Before making the case for U.S. cooperation, the authors note that much past debate focused on fears of global governance and loss of sovereignty. They say “these perspectives and the conclusions that follow from them deserve respect.... They are not, however, the perspective from which we have tried to examine the International Criminal Court in this book” (p. 92). This logic helps them focus their attention on practical impacts. In a broader debate, though, it seems unlikely that critics would simply drop their long-standing fears of not only the ICC, but of many international institutions, and argue on the authors’ turf. Even on the practical points, Feinstein and Lindberg at times concede a problem with the ICC, but then minimize its importance. They note that only four individuals indicted by the court have been transferred to its custody, but say “this cannot be blamed on the court” (p. 82) because it relies on the cooperation of states to make arrests. They say that the issue of whether ICC indictments may delay or end peace negotiations is “a very serious question” (p. 82), but that policymakers cannot make a consistent choice of justice over peace, or peace over justice. They argue that “U.S. officials and military commanders and troops are at little and diminishing risk of being held accountable at the ICC” (p. 98) because the United States generally follows laws, U.S. courts have the capacity to try violators, and the principle of complementarity means ICC will act only if the United States refuses to, but these are the same core arguments ICC supporters have been making for years. Critics may well take these three points and argue that the ICC is a waste of resources since it prosecutes few, that it hurts U.S. interests in peacefully settling conflicts, and that it still leaves U.S. citizens vulnerable to unwarranted prosecution.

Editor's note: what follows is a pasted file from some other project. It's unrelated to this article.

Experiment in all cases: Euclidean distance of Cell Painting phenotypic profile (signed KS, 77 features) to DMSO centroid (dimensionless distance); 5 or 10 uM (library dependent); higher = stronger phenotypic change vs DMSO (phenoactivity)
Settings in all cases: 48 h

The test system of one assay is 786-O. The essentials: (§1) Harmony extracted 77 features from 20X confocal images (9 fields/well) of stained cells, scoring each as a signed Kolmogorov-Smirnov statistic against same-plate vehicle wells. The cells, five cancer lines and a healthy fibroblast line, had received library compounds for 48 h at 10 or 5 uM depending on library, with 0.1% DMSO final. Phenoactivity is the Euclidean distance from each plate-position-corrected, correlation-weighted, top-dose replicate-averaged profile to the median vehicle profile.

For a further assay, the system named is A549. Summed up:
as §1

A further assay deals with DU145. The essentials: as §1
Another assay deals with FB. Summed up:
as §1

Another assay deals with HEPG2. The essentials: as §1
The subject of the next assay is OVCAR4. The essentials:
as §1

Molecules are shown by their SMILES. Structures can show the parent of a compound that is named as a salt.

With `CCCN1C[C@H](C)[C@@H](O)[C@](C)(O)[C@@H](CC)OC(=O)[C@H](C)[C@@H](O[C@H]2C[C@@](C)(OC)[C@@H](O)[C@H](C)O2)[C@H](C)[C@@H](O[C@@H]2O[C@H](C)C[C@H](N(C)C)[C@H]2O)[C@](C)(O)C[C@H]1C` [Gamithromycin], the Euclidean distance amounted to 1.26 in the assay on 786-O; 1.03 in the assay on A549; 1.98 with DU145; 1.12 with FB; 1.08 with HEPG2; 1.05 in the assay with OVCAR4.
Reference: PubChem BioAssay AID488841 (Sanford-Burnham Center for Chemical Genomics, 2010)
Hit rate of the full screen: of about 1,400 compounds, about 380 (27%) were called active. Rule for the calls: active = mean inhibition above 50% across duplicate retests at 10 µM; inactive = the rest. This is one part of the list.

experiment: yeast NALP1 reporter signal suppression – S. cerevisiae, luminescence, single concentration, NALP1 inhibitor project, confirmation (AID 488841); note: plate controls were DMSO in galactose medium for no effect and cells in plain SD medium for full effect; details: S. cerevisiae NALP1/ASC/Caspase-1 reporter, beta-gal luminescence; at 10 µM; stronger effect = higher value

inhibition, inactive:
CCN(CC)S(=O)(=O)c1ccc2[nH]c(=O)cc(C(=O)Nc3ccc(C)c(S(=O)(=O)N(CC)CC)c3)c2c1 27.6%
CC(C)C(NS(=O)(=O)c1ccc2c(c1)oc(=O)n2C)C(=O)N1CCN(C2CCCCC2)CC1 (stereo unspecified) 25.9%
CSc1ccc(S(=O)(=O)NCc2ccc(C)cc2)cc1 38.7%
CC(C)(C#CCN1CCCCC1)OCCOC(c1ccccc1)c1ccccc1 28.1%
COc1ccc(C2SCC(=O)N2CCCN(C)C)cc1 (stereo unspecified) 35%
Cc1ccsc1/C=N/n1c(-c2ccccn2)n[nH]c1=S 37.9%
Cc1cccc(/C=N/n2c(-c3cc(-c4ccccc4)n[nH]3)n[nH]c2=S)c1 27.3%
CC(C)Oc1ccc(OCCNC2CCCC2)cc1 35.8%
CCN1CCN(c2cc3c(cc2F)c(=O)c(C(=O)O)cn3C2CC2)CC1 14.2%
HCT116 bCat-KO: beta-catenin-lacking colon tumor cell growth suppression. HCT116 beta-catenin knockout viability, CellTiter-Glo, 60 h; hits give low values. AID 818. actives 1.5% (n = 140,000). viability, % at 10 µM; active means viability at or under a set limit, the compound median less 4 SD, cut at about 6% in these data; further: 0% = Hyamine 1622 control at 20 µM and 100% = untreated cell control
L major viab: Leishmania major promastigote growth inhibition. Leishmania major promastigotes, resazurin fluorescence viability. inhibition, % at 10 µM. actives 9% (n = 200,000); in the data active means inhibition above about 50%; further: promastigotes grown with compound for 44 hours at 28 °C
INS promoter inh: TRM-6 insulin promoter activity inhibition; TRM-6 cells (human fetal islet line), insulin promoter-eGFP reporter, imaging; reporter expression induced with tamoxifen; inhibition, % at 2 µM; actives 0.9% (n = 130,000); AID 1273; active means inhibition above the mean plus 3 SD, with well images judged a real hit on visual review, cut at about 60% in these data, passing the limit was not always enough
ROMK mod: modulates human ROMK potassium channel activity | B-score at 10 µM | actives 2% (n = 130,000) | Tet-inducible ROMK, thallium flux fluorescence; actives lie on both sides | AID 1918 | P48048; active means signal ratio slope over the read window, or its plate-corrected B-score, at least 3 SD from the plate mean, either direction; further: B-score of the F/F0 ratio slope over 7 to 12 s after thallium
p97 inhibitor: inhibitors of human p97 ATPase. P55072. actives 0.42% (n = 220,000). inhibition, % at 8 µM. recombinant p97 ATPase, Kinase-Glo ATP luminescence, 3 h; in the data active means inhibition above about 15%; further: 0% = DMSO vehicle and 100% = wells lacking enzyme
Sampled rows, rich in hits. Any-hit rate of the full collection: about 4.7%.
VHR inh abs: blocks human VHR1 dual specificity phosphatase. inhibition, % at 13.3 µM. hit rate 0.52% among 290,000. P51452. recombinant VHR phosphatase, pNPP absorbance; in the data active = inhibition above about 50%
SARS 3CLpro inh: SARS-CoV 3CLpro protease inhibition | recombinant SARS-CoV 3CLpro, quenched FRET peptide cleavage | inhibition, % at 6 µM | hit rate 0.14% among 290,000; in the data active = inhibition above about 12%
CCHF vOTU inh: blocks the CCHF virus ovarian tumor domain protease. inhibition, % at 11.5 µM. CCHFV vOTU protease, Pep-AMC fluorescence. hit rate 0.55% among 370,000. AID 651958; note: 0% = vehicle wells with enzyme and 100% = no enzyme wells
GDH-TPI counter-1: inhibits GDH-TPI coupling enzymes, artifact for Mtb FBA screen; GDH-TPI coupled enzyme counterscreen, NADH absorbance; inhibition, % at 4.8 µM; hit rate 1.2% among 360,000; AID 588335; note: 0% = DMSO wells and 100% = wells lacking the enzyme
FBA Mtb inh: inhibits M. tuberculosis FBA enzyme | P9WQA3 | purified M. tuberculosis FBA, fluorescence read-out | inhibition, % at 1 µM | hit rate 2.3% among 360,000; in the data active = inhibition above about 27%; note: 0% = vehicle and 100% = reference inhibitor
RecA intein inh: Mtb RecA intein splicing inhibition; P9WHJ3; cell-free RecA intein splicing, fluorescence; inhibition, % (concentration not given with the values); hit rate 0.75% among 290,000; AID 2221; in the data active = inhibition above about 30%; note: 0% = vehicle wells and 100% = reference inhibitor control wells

Feinstein and Lindberg argue that U.S. cooperation with the ICC will aid U.S. interests more than policies of opposition or benign neglect have. They detail numerous steps the United States could take to express support for the court, aid the court’s institutional development, assist specific investigations, and protect and assist victims of abuse. They suggest re-signing the Rome Statute, designating officials to work with the court, and attending the ICC Review Conference, yet they oppose moving quickly to ratify the Rome Statute. Before ratification, they suggest waiting to see how the ICC functions after its 2010 Review Conference and 2012 change in prosecutor, assessing whether the ICC is receptive to U.S. ideas, and building congressional and public support for the court. They do not, however, indicate how long the United States should remain in this middle status of cooperation but not ratification, or specify under what specific conditions the benefits of ratification would increase.
If there is additional discussion of this review, you may access it through the network, at: https://networks.h-net.org/h-human-rights.
John W. Dietrich. Review of Feinstein, Lee; Lindberg, Tod, Means to an End: U.S. Interest in the International Criminal Court.
H-Human-Rights, H-Net Reviews.